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Sacred dances in Bumthang: Ngang Lhakhang
A dancer performs at the Ngang Lhakhang
Ngang (swan) lhakhang in Chhoekortoe, Bumthang, is better known for some of the rare and oldest sacred dances in Bhutan. This includes a number of noblemen dances called Zhey not performed elsewhere in Bhutan.

These rare dances are performed during the annual two-day festival in December where family members from Samdang dung and Ngang Lhakhang Chhoejey lineage play a central role.

Before the start of the tshechu the protecting deity, Genyen Jagpa Meloen, is received from the house of dung in Samdang village.

The people of thedung household lead the eight Zheps (noblemen dancers) and eight Pazaps known as Threps (tax bearers) to the lhakhang.

Enroute to the lhakhang the people from the Ngang Lhakhang chhoejey lineage receive the procession.

While members of the Ngang Lhakhang Chhoejey look after the mask dancers Samdangdung members take care of the Pazap and Zheps.

During the festival a member from each lineage are required to attend the entire tshechu. Until and unless the festival dismisses for breaks, the representatives of the two families are expected to sit together.

A woman, known as Dungzam, from the Samdang dung lineage sits at the right corner of the courtyard with a small traditional table on which is placed a Dzaphob (fine quality wooden bowl) filled with singchang (local brew). Her responsibility is to receive important guests and serve them singchang.

Karma Leki, 46, from Samdangdung who sits as Dungi Aum said the Dzaphop should not be left empty. She said that her mother served as Dungi Aum in the past and now it was her turn.

Thinley, 68, from Samdangdung said that the two families had established the festival. "Samdangdung are the descendents of Gyelpo Thrisung Deutsen and Ngang Lhakhang Choeje are the descendents of Lam Namkha Samdrup," said a senior language teacher, Lopon Tshewang of Chokhortoe who teaches at Wangdi Choling Lower Secondary School.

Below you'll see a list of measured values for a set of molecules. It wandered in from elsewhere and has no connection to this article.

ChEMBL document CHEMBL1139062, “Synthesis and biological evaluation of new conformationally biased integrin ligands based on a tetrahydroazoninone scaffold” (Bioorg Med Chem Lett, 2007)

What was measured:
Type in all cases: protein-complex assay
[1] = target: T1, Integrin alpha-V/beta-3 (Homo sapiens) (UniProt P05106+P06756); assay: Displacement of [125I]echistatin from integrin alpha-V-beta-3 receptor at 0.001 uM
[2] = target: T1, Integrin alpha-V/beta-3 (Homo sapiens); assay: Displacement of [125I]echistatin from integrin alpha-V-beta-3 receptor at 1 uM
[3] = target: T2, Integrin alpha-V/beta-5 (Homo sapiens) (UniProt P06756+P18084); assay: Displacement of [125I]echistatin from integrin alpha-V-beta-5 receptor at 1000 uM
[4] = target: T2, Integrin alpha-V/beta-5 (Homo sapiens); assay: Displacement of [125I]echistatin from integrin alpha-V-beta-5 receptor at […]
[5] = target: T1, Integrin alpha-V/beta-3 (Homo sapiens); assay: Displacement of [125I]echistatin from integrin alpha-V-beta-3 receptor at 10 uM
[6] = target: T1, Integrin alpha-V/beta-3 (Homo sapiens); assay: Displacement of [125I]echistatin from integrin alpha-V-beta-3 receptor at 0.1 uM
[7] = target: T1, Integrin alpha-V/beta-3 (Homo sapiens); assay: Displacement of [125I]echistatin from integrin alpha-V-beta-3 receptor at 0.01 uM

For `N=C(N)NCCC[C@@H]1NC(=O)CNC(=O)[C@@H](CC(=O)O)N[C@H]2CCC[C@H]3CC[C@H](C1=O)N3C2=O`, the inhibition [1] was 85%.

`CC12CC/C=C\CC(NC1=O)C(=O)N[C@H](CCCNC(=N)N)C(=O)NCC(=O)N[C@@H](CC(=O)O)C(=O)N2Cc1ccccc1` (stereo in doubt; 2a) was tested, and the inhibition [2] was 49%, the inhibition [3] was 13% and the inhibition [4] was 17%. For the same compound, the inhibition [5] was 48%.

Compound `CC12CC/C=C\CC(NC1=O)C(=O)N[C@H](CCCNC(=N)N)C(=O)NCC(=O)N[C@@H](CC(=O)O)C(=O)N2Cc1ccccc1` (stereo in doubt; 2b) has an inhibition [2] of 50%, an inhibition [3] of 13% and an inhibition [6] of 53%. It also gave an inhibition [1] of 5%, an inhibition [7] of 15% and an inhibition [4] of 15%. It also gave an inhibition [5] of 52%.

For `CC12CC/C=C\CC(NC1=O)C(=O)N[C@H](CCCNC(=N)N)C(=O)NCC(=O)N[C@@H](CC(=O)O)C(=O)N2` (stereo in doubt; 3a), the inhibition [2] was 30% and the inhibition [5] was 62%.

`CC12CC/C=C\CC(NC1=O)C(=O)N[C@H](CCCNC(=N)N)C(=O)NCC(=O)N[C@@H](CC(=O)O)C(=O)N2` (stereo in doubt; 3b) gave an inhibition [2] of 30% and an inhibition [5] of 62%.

The Drapas of the Ngang Lhakhang Choeje have to wear red scarf as a sign of the followers of the Lama and they halt the night in the Lhakhang.

It is said that when the moon and constellation of seven sisters falls in line, 16 Threps headed by Samdangdung and 16 Draps (workers of the Lam) headed by Ngang Lhakhang Choeje gathers in their respective areas preparing for the festival.

The festival starts on the night of the 15th day of the 10th month of the Bhutanese calendar. The Ngang Lhakhang was being built by Lama Namkha Samdrup who is believed to have come from Tibet in the 15th century.

It is said that when he reached the place where the monastery stands today, a beautiful swan or Ngang-ma came flying in circles and landed there. The Lam considered this an auspicious sign and decided to build his monastery there.

The monastery thereafter came to be known as Ngang Lhakhang "Swan Monastery" and the valley called Ngang-bi (Swan valley).

For centuries, Ngang Lhakhang has served as the seat of direct descendants of Lam Namkha Samdrup, whose ancestry can be further traced centuries back to a powerful monastic lineage in Tibet.

Contributed by Nima Wangdi, KUENSEL, Bhutan's National Newspaper 2006
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